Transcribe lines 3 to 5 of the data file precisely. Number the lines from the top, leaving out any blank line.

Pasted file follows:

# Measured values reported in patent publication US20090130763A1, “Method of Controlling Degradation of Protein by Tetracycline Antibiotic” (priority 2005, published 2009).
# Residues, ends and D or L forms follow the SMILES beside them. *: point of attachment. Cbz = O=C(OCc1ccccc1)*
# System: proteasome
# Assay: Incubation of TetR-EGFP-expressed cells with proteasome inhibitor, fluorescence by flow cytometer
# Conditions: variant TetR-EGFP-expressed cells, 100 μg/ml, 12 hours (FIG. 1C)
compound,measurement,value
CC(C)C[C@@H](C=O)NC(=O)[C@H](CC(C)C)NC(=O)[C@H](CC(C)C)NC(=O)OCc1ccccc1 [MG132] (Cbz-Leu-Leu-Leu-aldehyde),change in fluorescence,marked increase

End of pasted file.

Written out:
# System: proteasome
# Assay: Incubation of TetR-EGFP-expressed cells with proteasome inhibitor, fluorescence by flow cytometer
# Conditions: variant TetR-EGFP-expressed cells, 100 μg/ml, 12 hours (FIG. 1C)